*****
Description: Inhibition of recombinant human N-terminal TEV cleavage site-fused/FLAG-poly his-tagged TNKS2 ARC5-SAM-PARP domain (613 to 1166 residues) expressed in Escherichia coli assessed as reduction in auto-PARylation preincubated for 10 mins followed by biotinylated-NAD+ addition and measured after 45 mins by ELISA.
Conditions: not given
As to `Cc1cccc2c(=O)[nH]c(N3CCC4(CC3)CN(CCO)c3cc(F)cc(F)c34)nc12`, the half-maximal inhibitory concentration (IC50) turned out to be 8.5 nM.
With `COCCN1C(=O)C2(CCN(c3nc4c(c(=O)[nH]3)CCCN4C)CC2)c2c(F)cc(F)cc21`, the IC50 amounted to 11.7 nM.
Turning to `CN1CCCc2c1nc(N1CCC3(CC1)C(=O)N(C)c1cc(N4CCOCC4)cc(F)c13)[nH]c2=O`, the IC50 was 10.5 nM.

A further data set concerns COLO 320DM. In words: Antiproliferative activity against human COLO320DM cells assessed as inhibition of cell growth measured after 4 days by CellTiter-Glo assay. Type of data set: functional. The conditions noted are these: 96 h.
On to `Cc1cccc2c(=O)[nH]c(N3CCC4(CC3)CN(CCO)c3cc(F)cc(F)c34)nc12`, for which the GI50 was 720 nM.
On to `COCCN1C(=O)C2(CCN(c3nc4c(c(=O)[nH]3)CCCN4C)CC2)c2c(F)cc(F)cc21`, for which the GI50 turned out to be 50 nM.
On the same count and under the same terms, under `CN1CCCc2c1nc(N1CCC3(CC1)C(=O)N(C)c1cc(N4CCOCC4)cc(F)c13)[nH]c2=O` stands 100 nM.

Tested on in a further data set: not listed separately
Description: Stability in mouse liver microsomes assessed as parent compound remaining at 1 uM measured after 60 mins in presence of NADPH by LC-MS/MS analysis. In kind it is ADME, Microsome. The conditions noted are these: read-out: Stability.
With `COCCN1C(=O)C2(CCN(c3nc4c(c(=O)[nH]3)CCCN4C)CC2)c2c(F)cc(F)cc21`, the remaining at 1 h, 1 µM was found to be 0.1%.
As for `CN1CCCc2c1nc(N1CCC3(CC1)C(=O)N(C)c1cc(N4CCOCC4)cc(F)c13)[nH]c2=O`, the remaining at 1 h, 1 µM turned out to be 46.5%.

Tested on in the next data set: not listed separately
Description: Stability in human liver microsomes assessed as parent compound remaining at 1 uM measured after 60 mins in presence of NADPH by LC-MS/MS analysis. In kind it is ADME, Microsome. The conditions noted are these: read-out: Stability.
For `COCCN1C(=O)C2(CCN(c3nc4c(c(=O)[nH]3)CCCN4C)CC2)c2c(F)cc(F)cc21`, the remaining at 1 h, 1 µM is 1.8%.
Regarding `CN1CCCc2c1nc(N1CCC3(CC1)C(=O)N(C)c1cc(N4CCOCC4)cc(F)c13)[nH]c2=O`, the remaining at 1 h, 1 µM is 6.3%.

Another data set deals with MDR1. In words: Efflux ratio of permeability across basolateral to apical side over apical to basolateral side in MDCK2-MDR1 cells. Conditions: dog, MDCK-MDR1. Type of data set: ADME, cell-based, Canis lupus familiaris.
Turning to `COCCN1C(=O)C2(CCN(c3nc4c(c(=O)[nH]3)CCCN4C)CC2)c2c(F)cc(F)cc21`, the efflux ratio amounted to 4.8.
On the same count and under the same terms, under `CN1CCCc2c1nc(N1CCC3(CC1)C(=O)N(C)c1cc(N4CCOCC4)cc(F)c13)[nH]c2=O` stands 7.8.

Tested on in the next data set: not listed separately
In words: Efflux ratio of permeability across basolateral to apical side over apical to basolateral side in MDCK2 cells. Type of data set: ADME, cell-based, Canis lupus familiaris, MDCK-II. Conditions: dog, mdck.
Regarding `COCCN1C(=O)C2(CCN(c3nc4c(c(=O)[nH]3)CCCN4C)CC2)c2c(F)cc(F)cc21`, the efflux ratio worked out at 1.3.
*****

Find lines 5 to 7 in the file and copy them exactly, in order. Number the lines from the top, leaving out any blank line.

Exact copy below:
Turning to `CN1CCCc2c1nc(N1CCC3(CC1)C(=O)N(C)c1cc(N4CCOCC4)cc(F)c13)[nH]c2=O`, the IC50 was 10.5 nM.

A further data set concerns COLO 320DM. In words: Antiproliferative activity against human COLO320DM cells assessed as inhibition of cell growth measured after 4 days by CellTiter-Glo assay. Type of data set: functional. The conditions noted are these: 96 h.
On to `Cc1cccc2c(=O)[nH]c(N3CCC4(CC3)CN(CCO)c3cc(F)cc(F)c34)nc12`, for which the GI50 was 720 nM.